Inflammation and plaque vulnerability

J Intern Med. 2015 Nov;278(5):483-93. doi: 10.1111/joim.12406. Epub 2015 Aug 11.


Atherosclerosis is a maladaptive, nonresolving chronic inflammatory disease that occurs at sites of blood flow disturbance. The disease usually remains silent until a breakdown of integrity at the arterial surface triggers the formation of a thrombus. By occluding the lumen, the thrombus or emboli detaching from it elicits ischaemic symptoms that may be life-threatening. Two types of surface damage can cause atherothrombosis: plaque rupture and endothelial erosion. Plaque rupture is thought to be caused by loss of mechanical stability, often due to reduced tensile strength of the collagen cap surrounding the plaque. Therefore, plaques with reduced collagen content are thought to be more vulnerable than those with a thick collagen cap. Endothelial erosion, on the other hand, may occur after injurious insults to the endothelium instigated by metabolic disturbance or immune insults. This review discusses the molecular mechanisms involved in plaque vulnerability and the development of atherothrombosis.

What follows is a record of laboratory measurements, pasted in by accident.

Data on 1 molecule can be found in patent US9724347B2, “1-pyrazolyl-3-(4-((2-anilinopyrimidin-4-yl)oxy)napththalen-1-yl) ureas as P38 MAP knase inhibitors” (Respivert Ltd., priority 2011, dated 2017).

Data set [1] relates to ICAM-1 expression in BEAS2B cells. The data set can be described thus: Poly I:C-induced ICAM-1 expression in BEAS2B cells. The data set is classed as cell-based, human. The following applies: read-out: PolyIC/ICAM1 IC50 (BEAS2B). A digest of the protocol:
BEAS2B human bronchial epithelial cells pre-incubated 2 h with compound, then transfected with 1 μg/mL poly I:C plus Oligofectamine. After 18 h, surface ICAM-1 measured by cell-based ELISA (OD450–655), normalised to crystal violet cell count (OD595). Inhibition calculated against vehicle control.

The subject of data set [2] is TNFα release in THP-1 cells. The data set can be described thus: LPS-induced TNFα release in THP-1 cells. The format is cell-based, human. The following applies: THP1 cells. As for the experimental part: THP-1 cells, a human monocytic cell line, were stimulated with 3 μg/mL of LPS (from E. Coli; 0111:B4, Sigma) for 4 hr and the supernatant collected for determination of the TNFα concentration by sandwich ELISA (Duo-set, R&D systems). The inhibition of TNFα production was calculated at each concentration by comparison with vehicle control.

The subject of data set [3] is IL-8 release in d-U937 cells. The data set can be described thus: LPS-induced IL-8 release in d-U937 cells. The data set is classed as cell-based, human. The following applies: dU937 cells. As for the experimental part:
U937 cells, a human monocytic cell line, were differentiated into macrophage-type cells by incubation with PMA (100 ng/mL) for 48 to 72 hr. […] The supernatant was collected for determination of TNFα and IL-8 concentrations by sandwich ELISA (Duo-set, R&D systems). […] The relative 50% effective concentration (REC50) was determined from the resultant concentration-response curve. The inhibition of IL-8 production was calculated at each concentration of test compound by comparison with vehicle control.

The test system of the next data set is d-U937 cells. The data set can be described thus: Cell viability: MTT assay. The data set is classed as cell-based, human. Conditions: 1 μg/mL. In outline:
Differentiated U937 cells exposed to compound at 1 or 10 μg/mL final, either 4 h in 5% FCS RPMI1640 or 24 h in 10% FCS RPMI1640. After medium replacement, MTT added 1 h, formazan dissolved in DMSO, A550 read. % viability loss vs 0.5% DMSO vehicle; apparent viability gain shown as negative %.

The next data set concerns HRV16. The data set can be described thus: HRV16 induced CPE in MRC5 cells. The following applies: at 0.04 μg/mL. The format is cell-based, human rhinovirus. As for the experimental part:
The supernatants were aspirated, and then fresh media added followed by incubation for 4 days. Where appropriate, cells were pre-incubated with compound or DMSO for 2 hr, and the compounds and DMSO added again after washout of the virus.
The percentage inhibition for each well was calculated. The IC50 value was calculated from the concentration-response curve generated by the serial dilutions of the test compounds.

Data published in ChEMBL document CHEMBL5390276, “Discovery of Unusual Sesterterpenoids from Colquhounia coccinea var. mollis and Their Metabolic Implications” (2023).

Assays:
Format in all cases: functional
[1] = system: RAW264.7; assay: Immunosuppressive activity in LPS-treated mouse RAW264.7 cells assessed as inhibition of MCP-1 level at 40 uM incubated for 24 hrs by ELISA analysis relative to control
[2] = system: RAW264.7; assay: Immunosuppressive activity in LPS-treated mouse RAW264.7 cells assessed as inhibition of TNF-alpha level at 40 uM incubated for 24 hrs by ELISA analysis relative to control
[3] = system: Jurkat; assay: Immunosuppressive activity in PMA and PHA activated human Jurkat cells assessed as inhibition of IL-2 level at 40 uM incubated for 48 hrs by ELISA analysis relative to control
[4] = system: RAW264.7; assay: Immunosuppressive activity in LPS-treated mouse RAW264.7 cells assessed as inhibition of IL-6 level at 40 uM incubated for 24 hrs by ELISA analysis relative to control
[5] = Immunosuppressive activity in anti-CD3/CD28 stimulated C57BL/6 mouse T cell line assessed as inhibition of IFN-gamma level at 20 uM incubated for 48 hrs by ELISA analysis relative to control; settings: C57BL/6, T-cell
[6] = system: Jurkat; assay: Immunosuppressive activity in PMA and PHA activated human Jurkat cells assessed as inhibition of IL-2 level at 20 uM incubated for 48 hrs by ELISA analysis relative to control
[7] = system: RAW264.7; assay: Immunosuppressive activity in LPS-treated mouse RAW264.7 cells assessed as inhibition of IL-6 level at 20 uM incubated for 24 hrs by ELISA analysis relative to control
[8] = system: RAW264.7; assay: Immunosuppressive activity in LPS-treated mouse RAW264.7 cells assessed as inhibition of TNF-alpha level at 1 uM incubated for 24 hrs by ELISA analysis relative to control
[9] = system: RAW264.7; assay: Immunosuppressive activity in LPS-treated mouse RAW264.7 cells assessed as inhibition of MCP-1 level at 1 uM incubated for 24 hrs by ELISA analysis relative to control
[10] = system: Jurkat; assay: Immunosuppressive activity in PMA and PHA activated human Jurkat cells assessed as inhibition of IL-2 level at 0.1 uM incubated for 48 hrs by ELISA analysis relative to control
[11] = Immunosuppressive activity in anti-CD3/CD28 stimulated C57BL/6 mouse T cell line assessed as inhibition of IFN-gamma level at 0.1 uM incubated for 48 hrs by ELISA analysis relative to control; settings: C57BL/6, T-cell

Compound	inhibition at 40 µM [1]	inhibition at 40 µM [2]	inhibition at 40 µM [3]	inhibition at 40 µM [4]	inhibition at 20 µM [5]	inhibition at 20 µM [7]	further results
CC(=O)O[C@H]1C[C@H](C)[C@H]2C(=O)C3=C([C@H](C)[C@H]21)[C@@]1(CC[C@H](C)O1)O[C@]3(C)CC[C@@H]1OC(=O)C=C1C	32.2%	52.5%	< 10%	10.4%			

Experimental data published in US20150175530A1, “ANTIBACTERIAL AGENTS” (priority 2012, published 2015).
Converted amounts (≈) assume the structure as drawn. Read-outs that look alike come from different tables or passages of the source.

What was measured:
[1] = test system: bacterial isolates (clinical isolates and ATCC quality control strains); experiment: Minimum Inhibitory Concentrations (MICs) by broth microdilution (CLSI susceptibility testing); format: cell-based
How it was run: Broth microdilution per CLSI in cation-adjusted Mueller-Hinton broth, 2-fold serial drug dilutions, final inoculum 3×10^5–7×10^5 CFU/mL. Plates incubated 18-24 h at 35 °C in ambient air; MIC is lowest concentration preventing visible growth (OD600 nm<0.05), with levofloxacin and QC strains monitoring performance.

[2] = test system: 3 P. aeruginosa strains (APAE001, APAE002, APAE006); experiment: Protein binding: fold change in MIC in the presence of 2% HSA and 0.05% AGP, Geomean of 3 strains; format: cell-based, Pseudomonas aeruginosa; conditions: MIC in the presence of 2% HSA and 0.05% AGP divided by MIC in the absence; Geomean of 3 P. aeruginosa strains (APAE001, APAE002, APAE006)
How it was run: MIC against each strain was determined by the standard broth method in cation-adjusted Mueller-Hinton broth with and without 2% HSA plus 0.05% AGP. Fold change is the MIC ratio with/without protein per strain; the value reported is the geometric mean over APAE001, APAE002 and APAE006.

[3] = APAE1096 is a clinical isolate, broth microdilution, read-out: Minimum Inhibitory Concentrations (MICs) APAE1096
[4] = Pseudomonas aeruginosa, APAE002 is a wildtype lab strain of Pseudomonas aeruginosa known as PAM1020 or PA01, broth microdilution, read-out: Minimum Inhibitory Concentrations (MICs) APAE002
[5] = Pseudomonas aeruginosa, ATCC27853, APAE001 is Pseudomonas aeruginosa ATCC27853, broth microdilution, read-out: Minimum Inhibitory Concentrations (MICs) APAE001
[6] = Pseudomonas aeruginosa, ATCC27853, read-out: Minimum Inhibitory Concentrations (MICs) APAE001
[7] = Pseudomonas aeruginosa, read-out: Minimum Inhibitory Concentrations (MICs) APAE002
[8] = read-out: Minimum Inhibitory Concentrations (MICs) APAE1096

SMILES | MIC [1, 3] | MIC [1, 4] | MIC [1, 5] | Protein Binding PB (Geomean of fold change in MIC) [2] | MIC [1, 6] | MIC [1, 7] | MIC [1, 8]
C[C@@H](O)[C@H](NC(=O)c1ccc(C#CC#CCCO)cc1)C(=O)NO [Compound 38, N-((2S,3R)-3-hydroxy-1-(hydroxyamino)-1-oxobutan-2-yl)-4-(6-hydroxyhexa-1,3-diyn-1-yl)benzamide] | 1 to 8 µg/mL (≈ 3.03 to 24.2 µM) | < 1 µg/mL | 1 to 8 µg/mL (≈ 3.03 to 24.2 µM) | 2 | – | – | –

Keywords: atherosclerosis; atherothrombosis; en-dothelial erosion; inflammation; plaque rupture.

Publication types

  • Research Support, N.I.H., Extramural
  • Review

MeSH terms

  • Animals
  • Cysteine Proteases / metabolism
  • Endothelium, Vascular* / metabolism
  • Endothelium, Vascular* / pathology
  • Endothelium, Vascular* / physiopathology
  • Humans
  • Inflammation / immunology*
  • Matrix Metalloproteinases / metabolism
  • Plaque, Atherosclerotic* / complications
  • Plaque, Atherosclerotic* / pathology
  • Plaque, Atherosclerotic* / physiopathology
  • Rupture, Spontaneous / complications
  • Rupture, Spontaneous / metabolism
  • Rupture, Spontaneous / physiopathology
  • Thromboembolism / etiology


  • Cysteine Proteases
  • Matrix Metalloproteinases